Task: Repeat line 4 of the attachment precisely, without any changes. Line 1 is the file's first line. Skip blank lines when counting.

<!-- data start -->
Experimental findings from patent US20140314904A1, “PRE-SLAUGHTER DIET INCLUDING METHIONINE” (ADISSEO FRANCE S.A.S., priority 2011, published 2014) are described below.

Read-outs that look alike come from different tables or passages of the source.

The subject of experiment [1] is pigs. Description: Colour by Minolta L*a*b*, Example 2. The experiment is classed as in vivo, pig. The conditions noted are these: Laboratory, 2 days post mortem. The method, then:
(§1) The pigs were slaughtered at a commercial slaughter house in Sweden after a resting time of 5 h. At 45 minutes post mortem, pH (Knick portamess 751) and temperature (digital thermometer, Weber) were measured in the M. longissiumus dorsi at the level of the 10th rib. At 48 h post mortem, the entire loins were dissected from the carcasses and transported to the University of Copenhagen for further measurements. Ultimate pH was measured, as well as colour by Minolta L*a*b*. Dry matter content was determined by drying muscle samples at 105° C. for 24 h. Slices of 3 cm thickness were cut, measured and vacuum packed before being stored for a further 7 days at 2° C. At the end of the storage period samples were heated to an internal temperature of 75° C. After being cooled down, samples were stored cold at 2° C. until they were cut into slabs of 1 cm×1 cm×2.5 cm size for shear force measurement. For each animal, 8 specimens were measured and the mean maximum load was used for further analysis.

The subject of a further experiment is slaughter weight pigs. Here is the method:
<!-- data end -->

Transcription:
(§1) The pigs were slaughtered at a commercial slaughter house in Sweden after a resting time of 5 h. At 45 minutes post mortem, pH (Knick portamess 751) and temperature (digital thermometer, Weber) were measured in the M. longissiumus dorsi at the level of the 10th rib. At 48 h post mortem, the entire loins were dissected from the carcasses and transported to the University of Copenhagen for further measurements. Ultimate pH was measured, as well as colour by Minolta L*a*b*. Dry matter content was determined by drying muscle samples at 105° C. for 24 h. Slices of 3 cm thickness were cut, measured and vacuum packed before being stored for a further 7 days at 2° C. At the end of the storage period samples were heated to an internal temperature of 75° C. After being cooled down, samples were stored cold at 2° C. until they were cut into slabs of 1 cm×1 cm×2.5 cm size for shear force measurement. For each animal, 8 specimens were measured and the mean maximum load was used for further analysis.